Dr. Handa sides with those maniacs (they claim that JIS incorporates a
mystic Yamato-damashii = "authentic Japanese spirit") although I
believe it's out of a genuine desire to support multiculturalism (via
his specialty of developing multilingual software).

However, like the Japanese patch, detecting culture and choosing font
for the same repertoire via encoding is a limited technique.  It only
works well for Han-using languages.  For example, the northern
European countries have different notions about positioning of
accents, which is apparently noticable to non-native speakers with
umlauts.  I suspect (though I haven't asked and don't have time to
search the library for wordwide newspapers) that the various
English-speaking cultures, the French, the Spanish, the Italians, and
the Germans have different notions of what constitutes readable or
beautiful typography -- it's definitely the case that the ASCII
characters in Japanese fonts "look Japanese" (to me, anyway).  But
good luck choosing fonts based on distinguishing ISO-8859-1 from
ISO-8859-1! :-)

Dr. Handa's approach to multiculturalism, then, is fundamentally
different from that of the engineers and scholars who have evolved
Unicode (more precisely, universal coded character sets and the
related encoding mechanisms) over the last 30 years or so, not to
forget the W3C which has concluded that (as long as conventional
glyphs are available for the character repertoire) font choice is
purely a presentation issue, and should be handled by markup.  Unicode
has even deprecated the use of "language tag" characters.  They do
remain in the repertoire, so could be used to deal with the issues
we are discussing.


Note that the language tags are isomorphic to control sequences as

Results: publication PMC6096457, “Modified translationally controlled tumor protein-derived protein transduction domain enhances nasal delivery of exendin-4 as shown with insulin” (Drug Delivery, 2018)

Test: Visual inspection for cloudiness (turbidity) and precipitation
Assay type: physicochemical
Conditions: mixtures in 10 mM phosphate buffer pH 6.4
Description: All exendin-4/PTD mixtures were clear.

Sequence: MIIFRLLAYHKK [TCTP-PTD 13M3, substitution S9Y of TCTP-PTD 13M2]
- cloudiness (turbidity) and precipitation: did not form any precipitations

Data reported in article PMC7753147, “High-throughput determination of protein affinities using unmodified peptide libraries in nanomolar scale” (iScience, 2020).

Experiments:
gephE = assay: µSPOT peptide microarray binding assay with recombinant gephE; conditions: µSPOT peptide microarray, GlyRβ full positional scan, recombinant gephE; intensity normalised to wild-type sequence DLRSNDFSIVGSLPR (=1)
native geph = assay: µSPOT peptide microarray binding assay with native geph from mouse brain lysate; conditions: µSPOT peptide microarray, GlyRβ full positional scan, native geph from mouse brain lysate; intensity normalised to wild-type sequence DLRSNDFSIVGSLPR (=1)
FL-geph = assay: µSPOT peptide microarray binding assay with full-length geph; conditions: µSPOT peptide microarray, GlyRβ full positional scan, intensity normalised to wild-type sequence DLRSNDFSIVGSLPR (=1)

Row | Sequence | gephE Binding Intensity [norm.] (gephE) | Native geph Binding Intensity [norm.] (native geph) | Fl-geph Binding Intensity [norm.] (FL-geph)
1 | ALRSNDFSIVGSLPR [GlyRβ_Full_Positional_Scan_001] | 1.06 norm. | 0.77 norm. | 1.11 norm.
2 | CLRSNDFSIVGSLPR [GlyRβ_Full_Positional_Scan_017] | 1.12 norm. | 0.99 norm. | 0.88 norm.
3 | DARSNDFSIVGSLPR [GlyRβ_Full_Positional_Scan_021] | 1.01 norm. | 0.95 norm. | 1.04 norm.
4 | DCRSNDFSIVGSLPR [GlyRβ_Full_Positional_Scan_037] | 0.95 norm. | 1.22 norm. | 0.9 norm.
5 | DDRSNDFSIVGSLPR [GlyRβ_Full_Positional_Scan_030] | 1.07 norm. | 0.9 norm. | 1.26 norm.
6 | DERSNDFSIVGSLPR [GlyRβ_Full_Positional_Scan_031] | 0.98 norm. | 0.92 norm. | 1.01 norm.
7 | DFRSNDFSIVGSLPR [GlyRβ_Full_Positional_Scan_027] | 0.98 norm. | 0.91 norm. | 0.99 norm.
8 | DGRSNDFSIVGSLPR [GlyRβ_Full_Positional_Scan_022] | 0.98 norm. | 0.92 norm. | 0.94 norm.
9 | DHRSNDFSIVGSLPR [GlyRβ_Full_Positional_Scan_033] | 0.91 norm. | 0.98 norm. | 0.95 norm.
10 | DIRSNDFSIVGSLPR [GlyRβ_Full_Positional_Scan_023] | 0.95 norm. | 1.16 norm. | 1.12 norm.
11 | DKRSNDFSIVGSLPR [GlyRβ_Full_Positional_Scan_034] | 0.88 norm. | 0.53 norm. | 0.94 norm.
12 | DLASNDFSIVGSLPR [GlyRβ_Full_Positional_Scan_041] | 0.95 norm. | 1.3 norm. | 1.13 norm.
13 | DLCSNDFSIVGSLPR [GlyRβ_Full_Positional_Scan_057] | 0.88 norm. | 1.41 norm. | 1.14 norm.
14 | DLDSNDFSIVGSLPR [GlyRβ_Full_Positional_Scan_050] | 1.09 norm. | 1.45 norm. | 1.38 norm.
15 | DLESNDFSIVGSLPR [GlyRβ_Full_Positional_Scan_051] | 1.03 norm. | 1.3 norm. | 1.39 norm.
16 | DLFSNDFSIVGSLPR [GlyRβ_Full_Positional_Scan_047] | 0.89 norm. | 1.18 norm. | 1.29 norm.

used in ISO 2022 (except that being encoded in a block disjoint from
graphic characters, they're harder to screw up), so they introduce no
text handling issues for Emacs not already present in encodings using
ISO 2022 extension techniques.

So there you have it.  There is *no barrier* to converting *all* files
to conformant UTF-8, except a couple hours' hacking to make
`help-with-tutorial' and `view-hello-file' recognize language tags.[2]
It might be preferable to use a different approach, more conformant to
the Unicode/W3C party line, though.

Thank you for your persistence.  This discussion will greatly inform
my future work in XEmacs.  (I'm done discussing the issue for Emacs,
because I don't expect Dr. Handa -- who is more expert than I -- to
change his approach after all these years.  This is all just IMHO FWIW
YMMV -- and I suspect Dr. Handa counts his "mileage" in kilometers. ;-)

[1]  I don't know about Indic languages.  I'm under the impression
that these days they almost universally use Unicode in preference to
ISCII and such-like, so they may not have the issue.  If that is
incorrect, then you can make that 2.5 billion Asians.

[2]  Note that the limitation of the hack to those functions only is
consistent with the Unicode-recommended usage of language tags.